Course Policy regarding use of electronic devices and recording of lectures:

Electronic recording of classes is expressly forbidden without consent of the instructor.  When recordings are permitted they are solely for the use of the authorized student and may not be reproduced, or transmitted to others, without the express written consent of the instructor.

Other Course Information:

University Policies

Academic Consideration

When you find yourself unable to meet an in-course requirement because of illness or compassionate reasons, please advise the course instructor in writing, with your name, id#, and e-mail contact. See the academic calendar for information on regulations and procedures for Academic Consideration:

Academic Misconduct

The University of Guelph is committed to upholding the highest standards of academic integrity and it is the responsibility of all members of the University community, faculty, staff, and students  to be aware of what constitutes academic misconduct and to do as much as possible to prevent academic offences from occurring.

University of Guelph students have the responsibility of abiding by the University's policy on academic misconduct regardless of their location of study; faculty, staff and students have the responsibility of supporting an environment that discourages misconduct. Students need to remain aware that instructors have access to and the right to use electronic and other means of detection. Please note: Whether or not a student intended to commit academic misconduct is not relevant for a finding of guilt. Hurried or careless submission of assignments does not excuse students from responsibility for verifying the academic integrity of their work before submitting it. Students who are in any doubt as to whether an action on their part could be construed as an academic offence should consult with a faculty member or faculty advisor.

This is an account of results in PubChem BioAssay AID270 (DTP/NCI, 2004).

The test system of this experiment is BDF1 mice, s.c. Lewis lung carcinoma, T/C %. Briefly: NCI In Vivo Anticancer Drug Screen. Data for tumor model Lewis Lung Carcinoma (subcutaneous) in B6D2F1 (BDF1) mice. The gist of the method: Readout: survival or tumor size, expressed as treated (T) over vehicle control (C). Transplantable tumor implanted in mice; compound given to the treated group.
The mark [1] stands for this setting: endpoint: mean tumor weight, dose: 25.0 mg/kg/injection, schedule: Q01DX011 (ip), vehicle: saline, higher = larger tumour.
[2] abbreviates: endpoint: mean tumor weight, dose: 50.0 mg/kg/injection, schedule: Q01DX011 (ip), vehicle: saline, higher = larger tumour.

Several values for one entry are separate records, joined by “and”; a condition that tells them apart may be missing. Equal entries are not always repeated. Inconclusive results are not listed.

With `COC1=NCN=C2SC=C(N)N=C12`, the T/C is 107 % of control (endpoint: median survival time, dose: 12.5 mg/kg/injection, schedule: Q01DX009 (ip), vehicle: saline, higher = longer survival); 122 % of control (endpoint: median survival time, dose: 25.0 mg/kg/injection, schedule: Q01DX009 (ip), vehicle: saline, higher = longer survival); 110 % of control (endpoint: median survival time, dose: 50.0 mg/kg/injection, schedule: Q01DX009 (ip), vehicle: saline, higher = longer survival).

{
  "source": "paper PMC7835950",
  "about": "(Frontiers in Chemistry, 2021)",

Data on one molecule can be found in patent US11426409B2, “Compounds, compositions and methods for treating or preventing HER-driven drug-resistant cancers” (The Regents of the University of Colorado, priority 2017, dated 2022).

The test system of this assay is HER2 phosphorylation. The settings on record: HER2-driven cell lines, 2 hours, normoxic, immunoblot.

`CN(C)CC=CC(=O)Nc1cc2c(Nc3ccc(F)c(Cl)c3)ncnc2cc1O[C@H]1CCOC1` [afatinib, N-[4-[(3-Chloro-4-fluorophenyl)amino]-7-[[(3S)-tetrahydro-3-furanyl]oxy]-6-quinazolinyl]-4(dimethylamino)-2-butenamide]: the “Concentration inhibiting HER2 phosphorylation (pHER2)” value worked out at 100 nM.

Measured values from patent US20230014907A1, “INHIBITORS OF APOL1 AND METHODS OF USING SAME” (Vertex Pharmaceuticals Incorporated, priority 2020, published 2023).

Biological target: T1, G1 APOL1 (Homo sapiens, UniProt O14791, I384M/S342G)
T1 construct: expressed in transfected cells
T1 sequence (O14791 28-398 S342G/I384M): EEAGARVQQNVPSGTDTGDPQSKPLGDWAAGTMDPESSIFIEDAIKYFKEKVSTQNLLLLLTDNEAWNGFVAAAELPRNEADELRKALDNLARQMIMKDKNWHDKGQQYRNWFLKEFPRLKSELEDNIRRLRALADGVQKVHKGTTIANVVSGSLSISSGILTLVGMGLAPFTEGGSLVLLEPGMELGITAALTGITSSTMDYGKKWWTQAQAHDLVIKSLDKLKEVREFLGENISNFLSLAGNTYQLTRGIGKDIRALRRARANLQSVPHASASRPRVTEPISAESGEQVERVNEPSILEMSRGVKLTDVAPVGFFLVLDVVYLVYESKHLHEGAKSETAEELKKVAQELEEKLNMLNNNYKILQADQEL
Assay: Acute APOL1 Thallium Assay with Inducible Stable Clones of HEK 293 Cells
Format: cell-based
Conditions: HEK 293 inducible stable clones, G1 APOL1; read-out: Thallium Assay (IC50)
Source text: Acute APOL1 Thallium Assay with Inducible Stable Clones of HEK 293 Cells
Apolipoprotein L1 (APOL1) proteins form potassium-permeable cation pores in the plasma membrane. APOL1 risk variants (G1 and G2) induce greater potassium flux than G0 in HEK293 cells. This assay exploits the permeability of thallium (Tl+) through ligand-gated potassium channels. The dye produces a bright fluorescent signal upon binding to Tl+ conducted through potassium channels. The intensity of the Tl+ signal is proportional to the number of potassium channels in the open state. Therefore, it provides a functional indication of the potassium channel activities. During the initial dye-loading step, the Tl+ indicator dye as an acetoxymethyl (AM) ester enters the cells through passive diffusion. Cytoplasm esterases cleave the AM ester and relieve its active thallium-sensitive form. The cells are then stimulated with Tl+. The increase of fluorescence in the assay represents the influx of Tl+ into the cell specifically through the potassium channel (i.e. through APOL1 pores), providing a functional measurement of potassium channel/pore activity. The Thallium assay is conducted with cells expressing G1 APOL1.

The Academic Misconduct Policy is detailed in the University Calenders:

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For more information, contact CSD at 519-824-4120 ext. 56208 or email sas@uoguelph.ca or visit the Student Accessibility Services website: http://www.uoguelph.ca/csd/.